Table of Content:
Sapphire HD7790 2GB: Beefing up the Midrange Monster
Testing & Methodology
We’ve expanded our testing suite considerably since the X79 chipset release, and will continue to use the same methods for most of the motherboards and CPU’s we test. In the interests of thoroughness and accurate results, we run each test at least three times, and some tests more than that. We average the total of all the tests from each benchmark then report the average here.
The OS we use is Windows 7 Pro 64bit with all patches and updates applied. We also use the latest drivers available for the motherboard and any devices attached to the computer. We do not disable background tasks or tweak the OS or system in any way. We turn off drive indexing and daily defragging. We also turn off Prefetch and Superfetch. This is not an attempt to produce bigger benchmark numbers. Drive indexing and defragging can interfere with testing and produce confusing numbers. If a test were to be run while a drive was being indexed or defragged, and then the same test was later run when these processes were off, the two results would be contradictory and erroneous. As we cannot control when defragging and indexing occur precisely enough to guarantee that they won’t interfere with testing, we opt to disable the features entirely.
Prefetch tries to predict what users will load the next time they boot the machine by caching the relevant files and storing them for later use. We want to learn how the program runs without any of the files being cached, and we disable it so that each test run we do not have to clear Prefetch to get accurate numbers. Lastly we disable Superfetch. Superfetch loads often-used programs into the memory. It is one of the reasons that Windows occupies so much memory. Vista fills the memory in an attempt to predict what users will load. Having one test run with files cached, and another test run with the files un-cached would result in inaccurate numbers. Again, since we can’t control its timings so precisely, it we turn it off. Because these four features can potentially interfere with benchmarking, and and are out of our control, we disable them. We do not disable anything else.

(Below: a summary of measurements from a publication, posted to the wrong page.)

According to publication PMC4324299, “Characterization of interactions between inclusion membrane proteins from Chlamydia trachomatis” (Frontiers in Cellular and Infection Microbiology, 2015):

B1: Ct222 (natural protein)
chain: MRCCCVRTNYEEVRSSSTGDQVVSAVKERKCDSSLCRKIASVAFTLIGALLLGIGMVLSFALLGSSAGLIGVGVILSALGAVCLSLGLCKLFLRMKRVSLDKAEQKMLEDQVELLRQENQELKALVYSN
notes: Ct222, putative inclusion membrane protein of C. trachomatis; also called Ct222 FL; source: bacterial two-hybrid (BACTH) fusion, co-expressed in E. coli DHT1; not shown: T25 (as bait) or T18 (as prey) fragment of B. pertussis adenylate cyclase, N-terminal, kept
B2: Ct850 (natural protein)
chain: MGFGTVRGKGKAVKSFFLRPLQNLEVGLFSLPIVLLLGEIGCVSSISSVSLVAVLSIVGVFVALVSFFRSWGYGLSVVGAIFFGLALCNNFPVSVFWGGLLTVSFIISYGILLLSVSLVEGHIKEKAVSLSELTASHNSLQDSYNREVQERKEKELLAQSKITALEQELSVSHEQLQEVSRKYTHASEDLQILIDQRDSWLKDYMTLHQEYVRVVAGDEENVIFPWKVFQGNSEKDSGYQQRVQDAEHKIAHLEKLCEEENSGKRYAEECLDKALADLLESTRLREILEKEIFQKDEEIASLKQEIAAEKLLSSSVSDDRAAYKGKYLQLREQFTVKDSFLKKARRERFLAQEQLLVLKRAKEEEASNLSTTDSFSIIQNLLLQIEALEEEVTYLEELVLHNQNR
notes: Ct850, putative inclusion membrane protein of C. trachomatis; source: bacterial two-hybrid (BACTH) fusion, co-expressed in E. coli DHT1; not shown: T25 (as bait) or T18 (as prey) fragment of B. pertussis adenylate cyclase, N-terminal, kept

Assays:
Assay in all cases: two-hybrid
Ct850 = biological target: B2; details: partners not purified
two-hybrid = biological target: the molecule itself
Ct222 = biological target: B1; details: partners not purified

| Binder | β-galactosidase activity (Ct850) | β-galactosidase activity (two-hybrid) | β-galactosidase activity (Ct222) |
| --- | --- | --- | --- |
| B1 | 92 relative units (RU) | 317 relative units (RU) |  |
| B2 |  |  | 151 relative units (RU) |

We are revamping our testing method in order to better represent motherboard performance and offering to the consumer. Also we want to make it an easier read for you without miles of endless charts. We ask that you provide feedback in an effort to help us deliver better reviews for you.
|Case||Open Air Test Bench|
|CPU||Intel Core i7-3770K|
|Motherboard||ASUS Maximus V Formula
|Ram||16GB Patriot Viper Xtreme 2400MHz +|
|CPU Cooler||Swiftech H20-320 Edge|
|Hard Drive||Western Digital Velociraptor 300GB|
|SSD||Intel 510 series SATA III 120GB|
|GPU||Sapphire HD7790 2GB|
|PSU||Thermaltake Toughpower XT 1475W|
|Mouse||Tt eSPORTS Theron gaming mouse|
|Keyboard||Tt eSPORTS Meka G1 mechanical gaming keyboard|
We will use the following applications to test the performance of the graphics card.
Synthetic Benchmarks & Games
|Batman Arkham City|
|Just Cause 2|
|Lost Planet 2|
The Sapphire HD7790 2GB Card comes out of the box overclocked and upon trying to overclock it via AMD Overdrive, we found that just like the other 7790 models, the limit of the program is reached before the limit of the card. The Overdrive utility maxes out at 1600MHz (6400MHz) memory which means the card’s memory is maxed out-of-box; Overdrive also maxes at 1200MHz GPU, but the card’s actual chip hits that without even a thought. We really hope some software with higher limits is available soon as limits built into the AMD Overdrive program prohibit this card from stretching its legs properly.
The HD7790 clocked to the Overdrive ceiling will net you between 4-7% increases in performance which could be enough for a couple FPS. However, the card reaches these conditions so easily, we can’t imagine anyone stopping there, especially as the temperatures reached (60C Load–Stock and 63C Load–Overclocked) are under the thermal limits of the card.
In order to ensure no system bottleneck we clocked the CPU to 4.6GHz to ensure there is no reason the system will slow down the card’s performance at all.